“How can we achieve the promise of environmental democracy while ensuring that local realities are addressed?”

This question, asked by Natalia Gomez, EarthRights’ Climate Change Policy Advisor, remains a crucial consideration for discussion following the adoption of the treaty on environmental democracy in Latin America and the Caribbean, known as the Escazú Agreement

Natalia Gomez from EarthRights participates in a conversation during “Lessons from Escazú.” Photo credits Cayla Nimmo, EarthRights International.

Stakeholders in Southeast Asia and Africa are now embarking on processes to develop their own regional environmental rights frameworks. In Southeast Asia, the ASEAN Intergovernmental Commission on Human Rights has tasked a working group with developing a declaration on environmental rights. Meanwhile, in Africa, Environmental Rights Africa (ERA), a consortium of African and global civil society partners, is driving efforts for stakeholder engagement, country case studies, and a roadmap towards advocating for a legally binding agreement.

By establishing regionally-rooted safeguards for environmental rights, the Escazú Agreement has the potential to serve as a model for other regions facing similar challenges in environmental protection and threats against environmental defenders. Inspired by this, FIMA, World Resources Institute, Asociación Ambiente y Sociedad, and EarthRights International brought together 37 civil society representatives from Africa, Southeast Asia, Latin America, and the Caribbean, for a workshop on negotiating regional environmental rights frameworks ahead of the Escazú Agreement’s third Conference of the Parties.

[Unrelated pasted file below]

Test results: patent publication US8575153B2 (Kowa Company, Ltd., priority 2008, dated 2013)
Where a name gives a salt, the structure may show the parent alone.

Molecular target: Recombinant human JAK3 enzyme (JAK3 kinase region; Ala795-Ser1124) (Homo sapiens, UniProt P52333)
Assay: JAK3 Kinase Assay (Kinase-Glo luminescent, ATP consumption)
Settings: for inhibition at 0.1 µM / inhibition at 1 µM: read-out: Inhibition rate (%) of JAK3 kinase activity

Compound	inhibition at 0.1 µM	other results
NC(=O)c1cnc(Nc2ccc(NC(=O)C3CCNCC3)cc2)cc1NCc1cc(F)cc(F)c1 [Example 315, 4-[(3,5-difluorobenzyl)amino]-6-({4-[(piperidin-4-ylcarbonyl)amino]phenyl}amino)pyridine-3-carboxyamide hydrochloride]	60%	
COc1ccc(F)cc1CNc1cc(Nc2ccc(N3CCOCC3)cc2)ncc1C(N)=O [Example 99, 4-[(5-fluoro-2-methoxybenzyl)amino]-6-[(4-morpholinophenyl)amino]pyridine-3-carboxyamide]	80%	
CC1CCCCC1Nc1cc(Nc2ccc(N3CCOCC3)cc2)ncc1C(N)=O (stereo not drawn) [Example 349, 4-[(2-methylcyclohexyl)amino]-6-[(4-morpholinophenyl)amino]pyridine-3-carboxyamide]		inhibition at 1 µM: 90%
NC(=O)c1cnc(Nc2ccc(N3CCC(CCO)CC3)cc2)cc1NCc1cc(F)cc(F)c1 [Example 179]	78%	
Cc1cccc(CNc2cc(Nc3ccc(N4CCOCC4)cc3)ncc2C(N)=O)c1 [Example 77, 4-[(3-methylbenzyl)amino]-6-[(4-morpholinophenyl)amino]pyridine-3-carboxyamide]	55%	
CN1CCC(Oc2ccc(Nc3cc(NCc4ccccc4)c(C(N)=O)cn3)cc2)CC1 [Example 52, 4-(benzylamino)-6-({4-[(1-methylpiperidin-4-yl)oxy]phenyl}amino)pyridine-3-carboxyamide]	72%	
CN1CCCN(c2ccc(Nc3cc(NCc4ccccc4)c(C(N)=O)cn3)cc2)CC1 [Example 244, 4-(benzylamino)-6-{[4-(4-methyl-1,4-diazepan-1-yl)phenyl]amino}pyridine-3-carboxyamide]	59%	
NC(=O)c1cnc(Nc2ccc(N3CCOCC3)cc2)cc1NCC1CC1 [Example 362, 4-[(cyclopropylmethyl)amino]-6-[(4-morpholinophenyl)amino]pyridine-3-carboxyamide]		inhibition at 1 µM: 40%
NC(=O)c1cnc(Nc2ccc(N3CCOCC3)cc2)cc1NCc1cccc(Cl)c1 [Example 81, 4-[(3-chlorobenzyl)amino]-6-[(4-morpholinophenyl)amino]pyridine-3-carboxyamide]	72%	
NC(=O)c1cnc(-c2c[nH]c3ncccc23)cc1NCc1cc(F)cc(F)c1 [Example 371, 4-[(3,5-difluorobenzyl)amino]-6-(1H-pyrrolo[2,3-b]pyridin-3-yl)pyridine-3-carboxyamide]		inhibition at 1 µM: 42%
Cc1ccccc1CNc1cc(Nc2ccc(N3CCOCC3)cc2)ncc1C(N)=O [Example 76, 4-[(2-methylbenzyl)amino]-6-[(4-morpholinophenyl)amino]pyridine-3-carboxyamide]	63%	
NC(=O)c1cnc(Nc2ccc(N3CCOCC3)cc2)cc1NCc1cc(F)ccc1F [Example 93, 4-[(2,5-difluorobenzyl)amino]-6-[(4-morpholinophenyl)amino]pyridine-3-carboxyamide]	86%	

A regional environmental rights treaty 

The Escazú Agreement is the first regional environmental treaty in Latin America and the Caribbean. Rather than joining the Aarhus Convention, an international agreement on environmental democracy adopted in 1999 under the auspices of the UN Economic Commission for Europe, countries in the region recognized the need for a treaty tailored to their unique circumstances.

COP 3 of the Escazú Agreement begins at ECLAC with the commemoration of International Earth Day by Chilean president Gabriel Boric. Photo credits Cayla Nimmo, EarthRights International.

The Escazú Agreement not only builds on existing developments relating to access rights and strengthens the nexus between human and environmental rights but it also introduces innovative elements tailored to the region, including provisions for environmental defenders and measures addressing the needs of vulnerable groups. 

Moreover, the Escazú Agreement is the first legally binding instrument to explicitly include obligations for the recognition and protection of environmental defenders. Article 9 creates a protection regime articulated at three levels: guaranteeing a safe environment for defenders; recognizing, protecting, and promoting their rights; and taking action to prevent attacks, threats, or intimidation.